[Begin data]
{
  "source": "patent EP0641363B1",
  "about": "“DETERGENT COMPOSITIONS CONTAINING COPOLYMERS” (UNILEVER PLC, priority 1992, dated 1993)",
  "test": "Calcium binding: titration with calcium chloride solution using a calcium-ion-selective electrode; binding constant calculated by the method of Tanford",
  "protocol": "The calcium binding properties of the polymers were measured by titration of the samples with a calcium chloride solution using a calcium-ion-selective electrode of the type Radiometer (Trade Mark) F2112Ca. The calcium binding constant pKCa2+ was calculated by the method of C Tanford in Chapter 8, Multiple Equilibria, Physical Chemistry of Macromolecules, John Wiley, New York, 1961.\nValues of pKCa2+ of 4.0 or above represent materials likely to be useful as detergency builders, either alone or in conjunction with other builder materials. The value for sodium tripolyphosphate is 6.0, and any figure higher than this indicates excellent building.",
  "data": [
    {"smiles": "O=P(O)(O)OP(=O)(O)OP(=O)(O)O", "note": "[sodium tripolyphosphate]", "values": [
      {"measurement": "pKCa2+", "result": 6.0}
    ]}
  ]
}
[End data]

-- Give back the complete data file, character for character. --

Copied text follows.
{
  "source": "patent EP0641363B1",
  "about": "“DETERGENT COMPOSITIONS CONTAINING COPOLYMERS” (UNILEVER PLC, priority 1992, dated 1993)",
  "test": "Calcium binding: titration with calcium chloride solution using a calcium-ion-selective electrode; binding constant calculated by the method of Tanford",
  "protocol": "The calcium binding properties of the polymers were measured by titration of the samples with a calcium chloride solution using a calcium-ion-selective electrode of the type Radiometer (Trade Mark) F2112Ca. The calcium binding constant pKCa2+ was calculated by the method of C Tanford in Chapter 8, Multiple Equilibria, Physical Chemistry of Macromolecules, John Wiley, New York, 1961.\nValues of pKCa2+ of 4.0 or above represent materials likely to be useful as detergency builders, either alone or in conjunction with other builder materials. The value for sodium tripolyphosphate is 6.0, and any figure higher than this indicates excellent building.",
  "data": [
    {"smiles": "O=P(O)(O)OP(=O)(O)OP(=O)(O)O", "note": "[sodium tripolyphosphate]", "values": [
      {"measurement": "pKCa2+", "result": 6.0}
    ]}
  ]
}